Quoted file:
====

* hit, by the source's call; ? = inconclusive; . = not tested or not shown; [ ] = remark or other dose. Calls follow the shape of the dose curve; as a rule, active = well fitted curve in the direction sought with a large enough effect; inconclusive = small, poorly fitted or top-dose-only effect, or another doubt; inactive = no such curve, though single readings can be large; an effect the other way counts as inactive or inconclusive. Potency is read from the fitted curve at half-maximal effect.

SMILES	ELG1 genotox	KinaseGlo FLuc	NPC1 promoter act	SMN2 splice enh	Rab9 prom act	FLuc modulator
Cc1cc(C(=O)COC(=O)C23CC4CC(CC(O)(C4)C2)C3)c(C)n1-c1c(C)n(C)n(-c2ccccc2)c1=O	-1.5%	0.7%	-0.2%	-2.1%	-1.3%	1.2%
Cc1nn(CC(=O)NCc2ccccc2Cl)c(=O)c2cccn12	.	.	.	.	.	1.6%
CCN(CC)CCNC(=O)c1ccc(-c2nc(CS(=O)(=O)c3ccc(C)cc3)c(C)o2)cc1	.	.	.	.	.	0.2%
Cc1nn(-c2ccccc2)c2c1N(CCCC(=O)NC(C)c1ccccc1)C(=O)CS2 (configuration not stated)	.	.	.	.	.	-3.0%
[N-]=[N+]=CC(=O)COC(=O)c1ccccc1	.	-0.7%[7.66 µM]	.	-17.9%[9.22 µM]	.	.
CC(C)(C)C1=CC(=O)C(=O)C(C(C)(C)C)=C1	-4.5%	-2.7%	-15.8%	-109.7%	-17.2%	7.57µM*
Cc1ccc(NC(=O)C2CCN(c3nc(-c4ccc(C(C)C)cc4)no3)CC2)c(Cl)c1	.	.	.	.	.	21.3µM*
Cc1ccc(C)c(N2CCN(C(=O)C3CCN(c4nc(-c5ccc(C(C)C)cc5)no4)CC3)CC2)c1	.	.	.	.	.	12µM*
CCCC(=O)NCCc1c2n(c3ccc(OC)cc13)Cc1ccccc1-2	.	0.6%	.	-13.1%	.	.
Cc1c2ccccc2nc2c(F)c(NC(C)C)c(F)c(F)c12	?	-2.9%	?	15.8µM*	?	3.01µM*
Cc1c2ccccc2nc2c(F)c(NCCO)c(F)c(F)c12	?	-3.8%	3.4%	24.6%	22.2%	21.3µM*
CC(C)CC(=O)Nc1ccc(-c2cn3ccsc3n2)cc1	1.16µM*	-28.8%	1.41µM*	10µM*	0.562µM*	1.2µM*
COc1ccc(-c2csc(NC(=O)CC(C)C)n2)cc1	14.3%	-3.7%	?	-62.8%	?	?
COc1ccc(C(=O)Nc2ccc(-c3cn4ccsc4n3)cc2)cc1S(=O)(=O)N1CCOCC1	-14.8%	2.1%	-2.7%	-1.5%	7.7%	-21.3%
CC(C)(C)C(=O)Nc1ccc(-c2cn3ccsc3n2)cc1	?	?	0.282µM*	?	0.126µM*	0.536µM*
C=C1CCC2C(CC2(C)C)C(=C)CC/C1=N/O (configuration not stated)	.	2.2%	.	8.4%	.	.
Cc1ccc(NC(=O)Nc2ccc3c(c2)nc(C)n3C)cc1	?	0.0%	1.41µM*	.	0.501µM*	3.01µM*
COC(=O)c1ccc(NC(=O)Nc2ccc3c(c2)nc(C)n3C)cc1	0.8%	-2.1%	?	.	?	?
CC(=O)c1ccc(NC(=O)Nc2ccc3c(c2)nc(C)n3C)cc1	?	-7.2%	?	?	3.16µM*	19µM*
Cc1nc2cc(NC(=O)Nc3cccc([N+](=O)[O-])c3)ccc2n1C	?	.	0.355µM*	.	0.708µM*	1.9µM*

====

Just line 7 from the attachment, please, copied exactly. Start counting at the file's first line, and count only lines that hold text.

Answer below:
[N-]=[N+]=CC(=O)COC(=O)c1ccccc1	.	-0.7%[7.66 µM]	.	-17.9%[9.22 µM]	.	.